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Procyclical Skill Retooling and Equilibrium Search

Author

Listed:
  • Ian King

    (University of Auckland)

  • Arthur Sweetman

    (Queen's University)

Abstract

We argue that more workers choose to switch occupations in booms than in recessions. That is, skill retooling is procyclical. This view is consistent with Lucas and Prescotts (1974) equilibrium search model modified with aggregate shocks and unemployment insurance. Empirical support is found in a unique Canadian administrative data set that measures the annual flow of workers (from 1979-1993) who separate from their jobs to 'return to school'. This flow is strongly procyclical. (Copyright: Elsevier)

Suggested Citation

  • Ian King & Arthur Sweetman, 2002. "Procyclical Skill Retooling and Equilibrium Search," Review of Economic Dynamics, Elsevier for the Society for Economic Dynamics, vol. 5(3), pages 704-717, July.
  • Handle: RePEc:red:issued:v:5:y:2002:i:3:p:704-717
    DOI: 10.1006/redy.2002.0176
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    References listed on IDEAS

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    9. David N. DeJong & Beth F. Ingram, 2001. "The Cyclical Behavior of Skill Acquisition," Review of Economic Dynamics, Elsevier for the Society for Economic Dynamics, vol. 4(3), pages 536-561, July.
    10. Newey, Whitney & West, Kenneth, 2014. "A simple, positive semi-definite, heteroscedasticity and autocorrelation consistent covariance matrix," Applied Econometrics, Russian Presidential Academy of National Economy and Public Administration (RANEPA), vol. 33(1), pages 125-132.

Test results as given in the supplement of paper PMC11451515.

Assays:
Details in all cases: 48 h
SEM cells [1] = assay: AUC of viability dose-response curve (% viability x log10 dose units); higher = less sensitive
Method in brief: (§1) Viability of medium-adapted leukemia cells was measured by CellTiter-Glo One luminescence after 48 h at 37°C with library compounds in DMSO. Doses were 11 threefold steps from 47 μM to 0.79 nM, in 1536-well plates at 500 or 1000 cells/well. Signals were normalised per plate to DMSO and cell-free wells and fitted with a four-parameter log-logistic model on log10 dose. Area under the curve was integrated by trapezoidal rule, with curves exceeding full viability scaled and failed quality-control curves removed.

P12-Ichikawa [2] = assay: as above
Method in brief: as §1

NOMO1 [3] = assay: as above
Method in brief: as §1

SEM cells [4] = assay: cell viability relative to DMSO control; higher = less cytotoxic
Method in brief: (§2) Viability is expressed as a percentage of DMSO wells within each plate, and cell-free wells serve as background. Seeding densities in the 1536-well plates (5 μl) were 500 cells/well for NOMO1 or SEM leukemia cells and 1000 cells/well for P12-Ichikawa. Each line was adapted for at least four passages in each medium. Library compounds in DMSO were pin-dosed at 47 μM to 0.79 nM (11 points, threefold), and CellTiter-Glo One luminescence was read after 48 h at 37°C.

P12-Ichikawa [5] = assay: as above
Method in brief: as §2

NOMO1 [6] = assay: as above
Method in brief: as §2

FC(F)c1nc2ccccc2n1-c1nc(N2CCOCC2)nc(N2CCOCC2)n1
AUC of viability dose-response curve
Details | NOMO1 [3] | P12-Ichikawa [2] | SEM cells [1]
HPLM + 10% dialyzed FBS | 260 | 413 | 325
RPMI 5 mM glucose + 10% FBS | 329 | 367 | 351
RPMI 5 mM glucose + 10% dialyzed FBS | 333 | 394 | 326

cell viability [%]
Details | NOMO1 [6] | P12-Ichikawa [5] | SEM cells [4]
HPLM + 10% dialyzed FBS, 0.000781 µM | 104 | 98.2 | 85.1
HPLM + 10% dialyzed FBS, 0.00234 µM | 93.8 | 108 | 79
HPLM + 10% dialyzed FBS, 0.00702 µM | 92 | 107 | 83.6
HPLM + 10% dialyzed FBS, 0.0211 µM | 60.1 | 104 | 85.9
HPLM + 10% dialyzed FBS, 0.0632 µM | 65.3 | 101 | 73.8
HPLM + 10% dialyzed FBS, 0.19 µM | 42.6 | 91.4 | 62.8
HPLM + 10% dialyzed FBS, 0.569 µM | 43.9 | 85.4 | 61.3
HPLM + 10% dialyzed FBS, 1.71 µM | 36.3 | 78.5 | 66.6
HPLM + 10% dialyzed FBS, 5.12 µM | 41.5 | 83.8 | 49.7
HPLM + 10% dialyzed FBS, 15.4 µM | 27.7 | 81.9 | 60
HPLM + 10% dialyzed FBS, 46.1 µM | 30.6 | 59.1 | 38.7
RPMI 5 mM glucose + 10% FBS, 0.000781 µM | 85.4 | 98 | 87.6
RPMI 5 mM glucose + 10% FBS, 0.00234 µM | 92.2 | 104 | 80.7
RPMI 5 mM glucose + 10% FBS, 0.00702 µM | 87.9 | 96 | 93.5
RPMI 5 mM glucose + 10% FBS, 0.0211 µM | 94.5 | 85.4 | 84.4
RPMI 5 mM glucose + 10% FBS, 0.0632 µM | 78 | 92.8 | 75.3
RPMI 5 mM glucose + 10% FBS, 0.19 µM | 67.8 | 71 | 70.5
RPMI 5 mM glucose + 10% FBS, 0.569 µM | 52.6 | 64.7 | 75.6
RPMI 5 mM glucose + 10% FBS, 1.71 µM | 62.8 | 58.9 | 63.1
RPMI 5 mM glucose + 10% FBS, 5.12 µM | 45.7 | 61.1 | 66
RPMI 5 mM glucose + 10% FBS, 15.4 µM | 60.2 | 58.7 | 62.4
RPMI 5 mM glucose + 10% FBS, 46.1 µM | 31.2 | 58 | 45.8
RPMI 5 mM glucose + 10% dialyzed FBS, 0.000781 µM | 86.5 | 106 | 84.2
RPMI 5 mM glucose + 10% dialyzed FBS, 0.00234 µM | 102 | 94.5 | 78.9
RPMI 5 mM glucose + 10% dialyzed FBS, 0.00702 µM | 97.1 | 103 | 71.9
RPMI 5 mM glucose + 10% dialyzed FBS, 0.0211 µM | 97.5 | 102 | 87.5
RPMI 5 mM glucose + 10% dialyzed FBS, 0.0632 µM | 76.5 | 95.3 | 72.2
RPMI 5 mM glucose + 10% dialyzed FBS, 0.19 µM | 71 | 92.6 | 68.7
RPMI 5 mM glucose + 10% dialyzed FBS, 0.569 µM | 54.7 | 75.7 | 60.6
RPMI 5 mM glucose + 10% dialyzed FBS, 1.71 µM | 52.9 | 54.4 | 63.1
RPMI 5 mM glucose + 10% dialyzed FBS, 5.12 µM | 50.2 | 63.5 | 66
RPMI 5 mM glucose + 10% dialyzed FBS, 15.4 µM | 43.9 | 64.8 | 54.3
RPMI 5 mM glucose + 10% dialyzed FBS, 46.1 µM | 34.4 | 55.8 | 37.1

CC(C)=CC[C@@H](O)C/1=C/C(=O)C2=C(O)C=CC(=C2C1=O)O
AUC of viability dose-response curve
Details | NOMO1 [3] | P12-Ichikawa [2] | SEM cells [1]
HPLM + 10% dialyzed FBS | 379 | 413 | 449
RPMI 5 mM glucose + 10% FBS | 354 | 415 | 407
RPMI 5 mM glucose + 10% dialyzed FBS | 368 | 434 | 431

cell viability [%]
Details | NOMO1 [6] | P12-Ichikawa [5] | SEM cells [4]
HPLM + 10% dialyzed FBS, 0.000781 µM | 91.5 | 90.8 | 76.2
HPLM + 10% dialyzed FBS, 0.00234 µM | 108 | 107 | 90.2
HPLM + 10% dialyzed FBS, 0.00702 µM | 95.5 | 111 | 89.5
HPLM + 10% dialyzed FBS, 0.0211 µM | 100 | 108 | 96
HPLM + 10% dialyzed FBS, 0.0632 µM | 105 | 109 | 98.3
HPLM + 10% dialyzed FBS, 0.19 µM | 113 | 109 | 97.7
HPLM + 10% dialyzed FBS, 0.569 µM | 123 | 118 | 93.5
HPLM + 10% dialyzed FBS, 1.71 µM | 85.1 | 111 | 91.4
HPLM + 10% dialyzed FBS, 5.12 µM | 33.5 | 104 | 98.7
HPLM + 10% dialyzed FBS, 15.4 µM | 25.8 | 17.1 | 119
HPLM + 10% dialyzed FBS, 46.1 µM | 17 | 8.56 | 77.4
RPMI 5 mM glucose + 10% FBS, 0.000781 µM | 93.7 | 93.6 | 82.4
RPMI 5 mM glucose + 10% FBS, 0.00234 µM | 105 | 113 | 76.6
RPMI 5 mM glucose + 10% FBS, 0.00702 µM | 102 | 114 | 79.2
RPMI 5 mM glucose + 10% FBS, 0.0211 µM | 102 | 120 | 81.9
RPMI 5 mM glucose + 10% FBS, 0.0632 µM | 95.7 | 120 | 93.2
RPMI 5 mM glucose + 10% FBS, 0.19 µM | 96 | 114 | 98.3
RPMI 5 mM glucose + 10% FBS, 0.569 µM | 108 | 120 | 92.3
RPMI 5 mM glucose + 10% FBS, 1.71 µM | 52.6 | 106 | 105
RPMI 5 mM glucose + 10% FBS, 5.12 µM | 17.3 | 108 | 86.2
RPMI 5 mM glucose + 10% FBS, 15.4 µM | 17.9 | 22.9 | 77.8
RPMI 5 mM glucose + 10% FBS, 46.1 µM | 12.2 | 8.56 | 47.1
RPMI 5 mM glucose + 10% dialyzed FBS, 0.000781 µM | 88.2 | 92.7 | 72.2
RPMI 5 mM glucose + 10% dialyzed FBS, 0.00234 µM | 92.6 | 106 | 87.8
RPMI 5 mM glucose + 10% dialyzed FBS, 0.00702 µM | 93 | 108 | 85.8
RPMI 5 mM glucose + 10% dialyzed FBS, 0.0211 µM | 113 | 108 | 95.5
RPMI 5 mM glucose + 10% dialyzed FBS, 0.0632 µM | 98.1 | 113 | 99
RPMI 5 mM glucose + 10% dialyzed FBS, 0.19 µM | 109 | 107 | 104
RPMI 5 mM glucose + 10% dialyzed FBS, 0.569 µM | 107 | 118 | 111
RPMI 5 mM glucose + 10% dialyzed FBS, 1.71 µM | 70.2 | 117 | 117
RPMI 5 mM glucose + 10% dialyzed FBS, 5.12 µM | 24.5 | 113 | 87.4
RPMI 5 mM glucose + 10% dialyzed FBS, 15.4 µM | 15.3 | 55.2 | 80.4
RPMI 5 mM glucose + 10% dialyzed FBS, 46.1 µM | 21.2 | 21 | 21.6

11. Prescott, Edward C, 1975. "Efficiency of the Natural Rate," Journal of Political Economy, University of Chicago Press, vol. 83(6), pages 1229-1236, December.
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    15. Lucas, Robert Jr. & Prescott, Edward C., 1974. "Equilibrium search and unemployment," Journal of Economic Theory, Elsevier, vol. 7(2), pages 188-209, February.
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    Citations

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    Cited by:

    1. Fabio Méndez & Facundo Sepúlveda, 2012. "The Cyclicality of Skill Acquisition: Evidence from Panel Data," American Economic Journal: Macroeconomics, American Economic Association, vol. 4(3), pages 128-152, July.
    2. Alessandrini, Diana, 2018. "Is post-secondary education a safe port and for whom? Evidence from Canadian data," Economics of Education Review, Elsevier, vol. 67(C), pages 1-13.
    3. Caponi Vincenzo & Kayahan Burc & Plesca Miana, 2010. "The Impact of Aggregate and Sectoral Fluctuations on Training Decisions," The B.E. Journal of Macroeconomics, De Gruyter, vol. 10(1), pages 1-37, October.
    4. Cathy Ning & Stephen Sapp, 2009. "Segmentation across International Equity, Bond, and Foreign Exchange Markets," Working Papers 010, Ryerson University, Department of Economics.
    5. Summerfield, Fraser, 2014. "Labor Market Conditions, Skill Requirements and Education Mismatch," CLSSRN working papers clsrn_admin-2014-19, Vancouver School of Economics, revised 28 Apr 2014.
    6. Gadi Barlevy, 2004. "On the Timing of Innovation in Stochastic Schumpeterian Growth Models," NBER Working Papers 10741, National Bureau of Economic Research, Inc.
    7. Ferrer, Ana M. & Menendez, Alicia, 2009. "The Returns to Flexible Postsecondary Education: The Effect of Delaying School," CLSSRN working papers clsrn_admin-2009-26, Vancouver School of Economics, revised 15 Mar 2009.
    8. Fabian Goessling, 2018. "Human Capital, Growth, and Asset Prices," CQE Working Papers 6918, Center for Quantitative Economics (CQE), University of Muenster.
    9. Diana Alessandrini, 2014. "On the Cyclicality of Schooling Decisions: Evidence from Canadian Data," Working Paper series 16_14, Rimini Centre for Economic Analysis.

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    More about this item

    Keywords

    business cycles; schooling; equilibrium search;
    All these keywords.

    JEL classification:

    • J24 - Labor and Demographic Economics - - Demand and Supply of Labor - - - Human Capital; Skills; Occupational Choice; Labor Productivity
    • E32 - Macroeconomics and Monetary Economics - - Prices, Business Fluctuations, and Cycles - - - Business Fluctuations; Cycles

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